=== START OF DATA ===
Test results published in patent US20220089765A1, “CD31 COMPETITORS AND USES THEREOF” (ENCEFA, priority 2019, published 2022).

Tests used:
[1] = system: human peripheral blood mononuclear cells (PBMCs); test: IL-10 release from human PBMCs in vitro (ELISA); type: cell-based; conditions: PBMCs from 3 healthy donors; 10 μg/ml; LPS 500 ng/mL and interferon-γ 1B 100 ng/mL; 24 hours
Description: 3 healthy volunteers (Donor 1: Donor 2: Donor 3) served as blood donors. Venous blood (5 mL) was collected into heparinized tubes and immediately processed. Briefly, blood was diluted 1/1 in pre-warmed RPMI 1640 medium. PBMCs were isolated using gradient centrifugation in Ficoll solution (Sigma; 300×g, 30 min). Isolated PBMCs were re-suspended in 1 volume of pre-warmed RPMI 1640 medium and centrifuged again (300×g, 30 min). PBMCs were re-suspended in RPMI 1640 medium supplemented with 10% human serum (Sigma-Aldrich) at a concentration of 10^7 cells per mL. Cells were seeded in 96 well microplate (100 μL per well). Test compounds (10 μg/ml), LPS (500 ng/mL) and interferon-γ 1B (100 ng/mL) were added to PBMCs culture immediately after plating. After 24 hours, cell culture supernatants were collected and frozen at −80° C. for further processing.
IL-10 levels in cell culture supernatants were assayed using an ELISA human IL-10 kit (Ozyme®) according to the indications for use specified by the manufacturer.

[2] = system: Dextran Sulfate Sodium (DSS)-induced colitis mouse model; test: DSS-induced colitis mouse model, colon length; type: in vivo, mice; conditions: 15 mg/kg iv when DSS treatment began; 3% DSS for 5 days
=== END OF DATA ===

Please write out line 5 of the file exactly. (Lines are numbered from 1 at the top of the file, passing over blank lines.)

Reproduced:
IL-10 levels in cell culture supernatants were assayed using an ELISA human IL-10 kit (Ozyme®) according to the indications for use specified by the manufacturer.